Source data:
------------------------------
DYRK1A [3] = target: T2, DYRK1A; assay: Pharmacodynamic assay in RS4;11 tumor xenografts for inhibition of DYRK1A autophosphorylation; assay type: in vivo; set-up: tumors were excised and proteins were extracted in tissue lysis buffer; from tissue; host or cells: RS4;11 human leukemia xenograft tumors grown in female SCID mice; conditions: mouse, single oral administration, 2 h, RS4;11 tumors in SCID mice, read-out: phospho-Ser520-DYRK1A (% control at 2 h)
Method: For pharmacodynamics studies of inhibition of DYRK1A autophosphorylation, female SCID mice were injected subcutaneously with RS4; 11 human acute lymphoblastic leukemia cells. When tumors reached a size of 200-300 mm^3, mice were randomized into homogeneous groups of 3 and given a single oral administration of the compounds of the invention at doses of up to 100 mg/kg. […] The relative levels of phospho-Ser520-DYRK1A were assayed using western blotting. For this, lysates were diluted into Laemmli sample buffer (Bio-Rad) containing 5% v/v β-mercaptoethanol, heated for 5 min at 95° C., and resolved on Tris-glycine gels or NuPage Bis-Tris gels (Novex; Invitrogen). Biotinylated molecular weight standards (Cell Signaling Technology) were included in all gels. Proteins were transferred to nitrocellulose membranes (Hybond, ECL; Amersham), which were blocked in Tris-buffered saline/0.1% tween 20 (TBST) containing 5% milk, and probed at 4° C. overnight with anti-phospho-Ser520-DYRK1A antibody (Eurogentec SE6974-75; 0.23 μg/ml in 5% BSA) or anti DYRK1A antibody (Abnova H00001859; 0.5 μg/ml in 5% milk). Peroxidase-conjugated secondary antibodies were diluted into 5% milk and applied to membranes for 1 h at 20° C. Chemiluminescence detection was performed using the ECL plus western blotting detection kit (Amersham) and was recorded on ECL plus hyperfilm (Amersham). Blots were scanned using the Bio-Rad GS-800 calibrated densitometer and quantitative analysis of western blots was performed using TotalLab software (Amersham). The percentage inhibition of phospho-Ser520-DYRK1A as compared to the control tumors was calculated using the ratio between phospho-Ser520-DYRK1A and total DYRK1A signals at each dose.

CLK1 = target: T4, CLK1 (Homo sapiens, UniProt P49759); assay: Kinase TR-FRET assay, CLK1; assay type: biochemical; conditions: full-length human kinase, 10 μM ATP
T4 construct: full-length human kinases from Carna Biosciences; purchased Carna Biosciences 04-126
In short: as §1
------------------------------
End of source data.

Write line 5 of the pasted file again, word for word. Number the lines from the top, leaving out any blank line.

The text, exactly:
In short: as §1